India's ocean floor treasure to boost industries

C P Surendran
Filed on July 17, 2017 | Last updated on July 17, 2017 at 06.28 pm

The materials and minerals will boost various sectors in India which is slated for explosive economic growth in the next 20 years.

After three years of exploration, Geological Survey of India (GSI) has generated 181,025 square kilometers of high-resolution seabed morphological data.

And they have found millions of tonnes of precious minerals and metals in the area mapped around peninsular India, according to a report in the Times of India.

And this is just the tip of the iceberg, the scientists say. That the marine resources were present and in massive quantities especially off  Mangaluru, Chennai, Mannar Basin, Andaman and Nicobar Islands and around Lakshadweep was discovered in 2014, during initial exploratory exercises.

The minerals, lime mud, phosphate-rich and calcareous sediments, hydrocarbons, ferrous deposits and micro-nodules of iron that the geologists came across then was indicative of more of the same if a more extensive exploration could be held.

Subsequently, GSI has generated 181,025 square kilometers of high-resolution seabed metal and minerals map. And they now know for sure the occurrence of more than 10,000 million tonnes of lime mud within the coastal Exclusive Economic Zones of India.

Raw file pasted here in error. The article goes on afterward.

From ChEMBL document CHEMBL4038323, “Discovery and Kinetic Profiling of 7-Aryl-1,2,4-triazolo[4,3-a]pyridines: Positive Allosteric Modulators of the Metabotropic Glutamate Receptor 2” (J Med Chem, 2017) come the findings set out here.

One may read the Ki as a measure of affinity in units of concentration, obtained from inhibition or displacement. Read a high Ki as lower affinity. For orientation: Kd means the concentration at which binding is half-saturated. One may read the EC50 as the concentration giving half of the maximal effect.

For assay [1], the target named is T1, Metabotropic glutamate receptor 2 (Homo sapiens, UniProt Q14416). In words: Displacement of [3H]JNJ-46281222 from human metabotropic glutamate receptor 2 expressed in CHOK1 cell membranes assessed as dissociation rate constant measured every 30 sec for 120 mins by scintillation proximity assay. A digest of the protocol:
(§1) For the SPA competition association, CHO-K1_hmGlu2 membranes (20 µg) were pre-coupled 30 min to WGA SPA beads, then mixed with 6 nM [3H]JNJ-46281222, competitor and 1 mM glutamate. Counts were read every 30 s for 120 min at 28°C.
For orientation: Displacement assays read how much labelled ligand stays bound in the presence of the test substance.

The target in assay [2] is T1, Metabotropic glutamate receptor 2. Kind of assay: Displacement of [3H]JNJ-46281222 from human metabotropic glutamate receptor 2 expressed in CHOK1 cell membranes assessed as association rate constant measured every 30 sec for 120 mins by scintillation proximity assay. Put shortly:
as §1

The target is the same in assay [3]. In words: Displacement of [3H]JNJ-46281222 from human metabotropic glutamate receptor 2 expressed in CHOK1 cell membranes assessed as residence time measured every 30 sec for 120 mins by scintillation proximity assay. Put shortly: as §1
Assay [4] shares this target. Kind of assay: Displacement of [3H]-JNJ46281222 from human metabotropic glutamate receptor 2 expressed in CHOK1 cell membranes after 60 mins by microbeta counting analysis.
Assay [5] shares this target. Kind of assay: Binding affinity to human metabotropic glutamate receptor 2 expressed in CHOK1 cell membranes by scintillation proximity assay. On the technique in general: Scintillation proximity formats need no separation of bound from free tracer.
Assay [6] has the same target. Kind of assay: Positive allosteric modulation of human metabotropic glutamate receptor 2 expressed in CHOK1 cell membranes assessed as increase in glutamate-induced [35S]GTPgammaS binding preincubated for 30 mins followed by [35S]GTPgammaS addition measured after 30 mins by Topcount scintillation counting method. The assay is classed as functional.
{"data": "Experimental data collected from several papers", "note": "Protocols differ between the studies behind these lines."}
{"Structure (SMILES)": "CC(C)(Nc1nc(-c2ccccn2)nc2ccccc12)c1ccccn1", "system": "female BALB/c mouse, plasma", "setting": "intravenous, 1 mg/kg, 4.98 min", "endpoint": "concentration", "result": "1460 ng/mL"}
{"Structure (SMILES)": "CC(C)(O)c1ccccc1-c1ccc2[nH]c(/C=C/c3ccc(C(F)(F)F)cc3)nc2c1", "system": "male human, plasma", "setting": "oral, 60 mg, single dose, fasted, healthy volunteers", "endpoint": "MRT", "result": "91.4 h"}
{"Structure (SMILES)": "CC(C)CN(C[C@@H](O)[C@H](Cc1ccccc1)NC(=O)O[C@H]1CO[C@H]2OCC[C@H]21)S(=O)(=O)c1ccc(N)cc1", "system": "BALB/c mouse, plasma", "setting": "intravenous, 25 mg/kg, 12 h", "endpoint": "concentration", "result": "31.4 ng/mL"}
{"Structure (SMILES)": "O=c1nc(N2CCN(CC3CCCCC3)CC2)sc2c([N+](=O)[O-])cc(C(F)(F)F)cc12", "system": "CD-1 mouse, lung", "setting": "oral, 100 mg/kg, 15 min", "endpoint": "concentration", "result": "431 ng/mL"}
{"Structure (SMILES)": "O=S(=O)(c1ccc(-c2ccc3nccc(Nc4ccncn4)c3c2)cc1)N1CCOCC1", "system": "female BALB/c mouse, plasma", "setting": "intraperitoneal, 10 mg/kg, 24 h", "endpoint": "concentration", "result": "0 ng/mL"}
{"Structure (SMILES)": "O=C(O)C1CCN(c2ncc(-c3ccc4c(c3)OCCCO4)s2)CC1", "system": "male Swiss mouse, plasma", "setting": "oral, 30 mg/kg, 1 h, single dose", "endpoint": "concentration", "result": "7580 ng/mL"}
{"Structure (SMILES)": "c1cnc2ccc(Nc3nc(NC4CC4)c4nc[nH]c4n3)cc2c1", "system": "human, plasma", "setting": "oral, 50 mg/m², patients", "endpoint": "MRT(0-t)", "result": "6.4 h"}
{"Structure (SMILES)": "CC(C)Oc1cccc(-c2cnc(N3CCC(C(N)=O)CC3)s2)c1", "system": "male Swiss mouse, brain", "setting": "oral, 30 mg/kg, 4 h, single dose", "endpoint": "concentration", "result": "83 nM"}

They have confirmed the presence of phosphate sediment off Karwar, Mangaluru and Chennai coasts, gas hydrates off Mannar Basin in Tamil Nadu, cobalt-bearing ferro-manganese crusts from the Andaman Sea and micro manganese nodules around Lakshadweep Sea.

There will be more of such operations. The GSI survey was possible because of the hi-tech research ships like Samudra Ratnakar, Samudra Kaustabh and Samudra Saudikama. Seabed mapping is a highly complicated task and demands extreme care in the co-ordination of the massive amount of data gathered.

The materials and minerals will boost various sectors in India which is slated for explosive economic growth in the next 20 years. Ashish Nath, superintendent geologist at GSI, was quoted as saying:  "Our main objectives were to identify potential zones of favourable mineralization and evaluate marine mineral resources to benefit all stakeholders in the field of mining and geology, specifically industries based on cement, paint, fertilizer, construction and rare earth elements."

The data and its conclusions have been delivered to the ministry of mines. The ministry would counter-check the data and process approval for further action.

Already the ministry has given permission to GSI to induct another exploratory ship. This one specializes in shallow water drilling. By 2019, she is expected to be ready for operation and to undertake mineral investigations for 3D modelling of mineral resources.

The GSI operations are gaining importance because the mineral and metal reserves under the surface of the solid earth are facing depletion. And the demands of a growing industrial India cannot be solely dependent on already exploited areas. The alternative is to import; but this would jack up the import bills in a cost-prohibitive manner.

Till date, only 5 per cent of the deep-sea floor, which covers about 60% of the earth's surface, has been properly explored. Proportionately, then, India has explored only a fraction of its seabed.

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